What is aromatic, has various properties and is most commonly used in the powder form? The colours may vary and so could the amount used or the time of addition but spices are one of the most prominently used ingredient to add and sometimes hide certain flavours in dishes across various cuisines.
The mention of the word ‘spices’ might bring to mind the sweet fragrance of cardamom, fennel or the pungent taste of asafoetida or clove.
If you go back in time you will be surprised to know that the use of spices was associated with magic, religion, preservation and even medicine earlier on.
The story of spices is one fraught with adventure, exploration and the discovery of new lands and their conquests. Through your history books you must have come to know about the spice trade and its importance in the evolution of cities like Alexandria. Spices found mention amongst the elite items on the list of any trader worth his name. This list generally included important and valuable stuff like Dhaka’s muslin cloth, silk, ivory and gold.
For example, early Egyptians knew the importance of spices in embalming mummies. Nutmeg was said to be a magic cure for the plague which killed more than 35,000 people in London in 1603. To gather an idea about how much spices mattered take a look at the fact that in fourteenth century Germany, one pound of nutmeg could fetch you seven healthy oxen. A serf in France could buy back his freedom with a pound of pepper or a pound of peppercorn would be somebody’s monthly rent. During the middle ages a pound of ginger could get you a sheep or three.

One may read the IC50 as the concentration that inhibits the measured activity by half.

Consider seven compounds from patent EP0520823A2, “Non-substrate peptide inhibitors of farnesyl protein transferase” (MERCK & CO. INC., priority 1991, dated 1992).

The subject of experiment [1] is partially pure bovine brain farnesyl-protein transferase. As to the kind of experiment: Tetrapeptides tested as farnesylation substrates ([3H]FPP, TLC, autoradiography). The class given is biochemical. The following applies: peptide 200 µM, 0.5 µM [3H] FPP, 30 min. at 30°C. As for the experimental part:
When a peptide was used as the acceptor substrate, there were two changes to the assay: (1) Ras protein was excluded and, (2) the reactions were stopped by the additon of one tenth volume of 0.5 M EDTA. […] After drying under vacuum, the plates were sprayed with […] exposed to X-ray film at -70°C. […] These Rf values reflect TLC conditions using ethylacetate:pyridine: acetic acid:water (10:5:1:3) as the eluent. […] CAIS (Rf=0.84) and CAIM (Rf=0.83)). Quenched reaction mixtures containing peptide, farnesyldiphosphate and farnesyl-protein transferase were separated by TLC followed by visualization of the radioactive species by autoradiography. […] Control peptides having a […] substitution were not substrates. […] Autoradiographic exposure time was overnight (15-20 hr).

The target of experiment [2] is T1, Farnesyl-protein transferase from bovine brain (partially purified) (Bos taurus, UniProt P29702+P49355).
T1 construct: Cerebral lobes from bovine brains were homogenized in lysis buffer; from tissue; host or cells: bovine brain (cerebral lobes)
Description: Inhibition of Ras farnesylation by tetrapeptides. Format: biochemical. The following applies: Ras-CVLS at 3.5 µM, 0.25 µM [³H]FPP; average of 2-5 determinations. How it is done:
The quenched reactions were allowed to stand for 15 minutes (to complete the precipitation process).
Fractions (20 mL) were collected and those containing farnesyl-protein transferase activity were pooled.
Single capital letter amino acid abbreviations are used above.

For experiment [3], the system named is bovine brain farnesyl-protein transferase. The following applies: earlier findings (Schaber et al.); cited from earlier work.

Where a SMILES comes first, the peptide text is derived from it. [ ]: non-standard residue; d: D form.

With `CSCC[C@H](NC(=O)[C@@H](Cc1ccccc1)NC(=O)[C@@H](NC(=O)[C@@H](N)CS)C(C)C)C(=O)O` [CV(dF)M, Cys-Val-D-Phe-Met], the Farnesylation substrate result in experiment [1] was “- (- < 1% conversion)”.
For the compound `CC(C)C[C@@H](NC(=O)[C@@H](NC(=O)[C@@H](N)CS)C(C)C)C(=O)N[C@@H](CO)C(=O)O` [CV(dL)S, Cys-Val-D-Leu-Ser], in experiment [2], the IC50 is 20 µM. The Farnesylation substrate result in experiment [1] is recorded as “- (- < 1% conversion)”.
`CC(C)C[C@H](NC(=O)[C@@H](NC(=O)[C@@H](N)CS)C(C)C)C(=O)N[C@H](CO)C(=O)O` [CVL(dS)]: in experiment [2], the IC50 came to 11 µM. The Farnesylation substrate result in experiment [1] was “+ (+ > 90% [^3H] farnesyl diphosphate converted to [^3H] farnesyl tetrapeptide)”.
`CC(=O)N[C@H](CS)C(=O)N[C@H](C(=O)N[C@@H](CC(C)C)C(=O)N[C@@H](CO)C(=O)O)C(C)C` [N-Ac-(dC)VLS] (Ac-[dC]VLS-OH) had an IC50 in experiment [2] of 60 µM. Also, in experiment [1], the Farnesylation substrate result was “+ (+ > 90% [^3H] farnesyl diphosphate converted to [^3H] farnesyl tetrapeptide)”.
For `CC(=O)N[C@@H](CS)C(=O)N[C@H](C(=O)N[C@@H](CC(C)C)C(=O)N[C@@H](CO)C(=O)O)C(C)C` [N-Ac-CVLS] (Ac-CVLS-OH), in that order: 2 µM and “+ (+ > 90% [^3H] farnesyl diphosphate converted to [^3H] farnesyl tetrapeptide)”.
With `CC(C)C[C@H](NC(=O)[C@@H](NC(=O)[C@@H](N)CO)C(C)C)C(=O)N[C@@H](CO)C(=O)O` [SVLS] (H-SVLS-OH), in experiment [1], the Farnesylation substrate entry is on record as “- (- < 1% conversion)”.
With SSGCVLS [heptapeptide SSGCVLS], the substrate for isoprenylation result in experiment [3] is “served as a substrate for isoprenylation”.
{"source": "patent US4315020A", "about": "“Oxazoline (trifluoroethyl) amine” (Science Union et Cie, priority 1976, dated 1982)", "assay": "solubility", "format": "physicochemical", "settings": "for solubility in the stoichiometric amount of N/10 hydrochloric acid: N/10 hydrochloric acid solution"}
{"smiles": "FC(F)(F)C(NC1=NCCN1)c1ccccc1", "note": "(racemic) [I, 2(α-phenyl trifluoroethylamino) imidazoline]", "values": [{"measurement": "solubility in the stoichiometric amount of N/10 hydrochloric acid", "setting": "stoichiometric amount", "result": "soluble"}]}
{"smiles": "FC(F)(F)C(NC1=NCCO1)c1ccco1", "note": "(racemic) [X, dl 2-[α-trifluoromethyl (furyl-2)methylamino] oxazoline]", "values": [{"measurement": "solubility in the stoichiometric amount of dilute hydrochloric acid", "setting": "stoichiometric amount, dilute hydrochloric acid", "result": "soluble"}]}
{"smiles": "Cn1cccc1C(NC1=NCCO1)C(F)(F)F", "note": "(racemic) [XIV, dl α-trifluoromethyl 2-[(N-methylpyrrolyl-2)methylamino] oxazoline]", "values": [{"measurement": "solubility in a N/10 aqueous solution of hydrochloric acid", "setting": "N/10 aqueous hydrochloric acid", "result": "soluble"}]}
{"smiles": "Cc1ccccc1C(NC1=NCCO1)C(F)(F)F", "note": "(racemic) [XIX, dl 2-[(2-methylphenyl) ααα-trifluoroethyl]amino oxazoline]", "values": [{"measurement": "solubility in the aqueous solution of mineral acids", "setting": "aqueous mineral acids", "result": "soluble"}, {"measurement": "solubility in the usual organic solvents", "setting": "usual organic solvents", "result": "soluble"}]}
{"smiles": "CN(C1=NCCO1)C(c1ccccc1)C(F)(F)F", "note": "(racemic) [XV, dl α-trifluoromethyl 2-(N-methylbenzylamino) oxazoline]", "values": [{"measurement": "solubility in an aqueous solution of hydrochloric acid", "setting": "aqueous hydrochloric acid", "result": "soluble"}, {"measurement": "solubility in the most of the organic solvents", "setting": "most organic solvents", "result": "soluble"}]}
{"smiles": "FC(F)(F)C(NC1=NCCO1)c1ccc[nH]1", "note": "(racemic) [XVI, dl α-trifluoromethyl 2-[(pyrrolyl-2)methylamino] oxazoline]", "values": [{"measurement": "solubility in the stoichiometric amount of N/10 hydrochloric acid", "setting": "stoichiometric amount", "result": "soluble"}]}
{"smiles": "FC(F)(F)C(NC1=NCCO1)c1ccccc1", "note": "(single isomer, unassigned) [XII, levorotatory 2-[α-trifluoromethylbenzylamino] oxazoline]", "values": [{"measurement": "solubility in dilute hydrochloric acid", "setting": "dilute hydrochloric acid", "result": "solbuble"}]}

The search for spices in order to avoid paying heavy taxes to the merchants in Venice was the reason Vasco da Gama set sail from Portugal. He reached Calicut in 1498. It was his discovery of the route to India by sea, avoiding the Mediterranean, which helped the Portuguese economy to flourish. It also helped them set up a sort of commercial monopoly over the various spices available here in India. Vasco da Gama is celebrated as an explorer and his discovery was the most important one of the many made during what is now called the Age of discovery. You might also recall how the Portuguese were responsible for introducing us to newer things like the papaya and the sort-of-star-vegetable, the potato.
Around the same time as Vasco da Gama, Christopher Columbus returned from his discovery of the New World. This led to the introduction of new spices like vanilla, cocoa, bell and chilli pepper.
Spices are valued for their taste and appearance but more so for their medicinal value. No kitchen in an Indian home would be complete without an array of spices. Cultures have been known to develop food around the spices that are locally grown in those areas. Look at our own regional foods here in India. With different temperatures in different regions of the country favouring cultivation of different spices, India has a great variety to offer.
We even have a dedicated organisation in our country by the name of Spices Board under the Ministry of Commerce, Government of India, that looks after the development and promotion of Indian spices.
Be it in powdered form, chopped, ground or roasted, spices add texture and make a dish more flavourful enhancing its nutritional value at the same time. Do check your mother’s kitchen to know what spices are added to your everyday food and find out how they benefit your health.
(This was published first as a column in The New Indian Express on January 4, 2012. Read the link here http://newindianexpress.com/education/student/article1416545.ece)